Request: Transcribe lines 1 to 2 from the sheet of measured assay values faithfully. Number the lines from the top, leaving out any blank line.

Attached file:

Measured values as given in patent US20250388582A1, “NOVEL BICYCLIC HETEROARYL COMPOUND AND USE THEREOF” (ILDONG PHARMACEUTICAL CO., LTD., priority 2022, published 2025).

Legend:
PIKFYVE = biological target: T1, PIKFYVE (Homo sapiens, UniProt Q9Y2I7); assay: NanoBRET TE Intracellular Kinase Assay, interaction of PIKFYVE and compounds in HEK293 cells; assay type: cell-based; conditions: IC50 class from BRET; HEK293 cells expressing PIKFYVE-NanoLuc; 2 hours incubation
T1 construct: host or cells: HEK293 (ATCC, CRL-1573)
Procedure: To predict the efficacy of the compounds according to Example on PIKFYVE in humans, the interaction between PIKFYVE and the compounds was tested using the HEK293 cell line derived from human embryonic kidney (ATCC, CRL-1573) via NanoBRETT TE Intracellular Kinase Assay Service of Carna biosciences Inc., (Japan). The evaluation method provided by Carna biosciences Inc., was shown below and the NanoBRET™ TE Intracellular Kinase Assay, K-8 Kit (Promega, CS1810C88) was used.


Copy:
Measured values as given in patent US20250388582A1, “NOVEL BICYCLIC HETEROARYL COMPOUND AND USE THEREOF” (ILDONG PHARMACEUTICAL CO., LTD., priority 2022, published 2025).

Legend: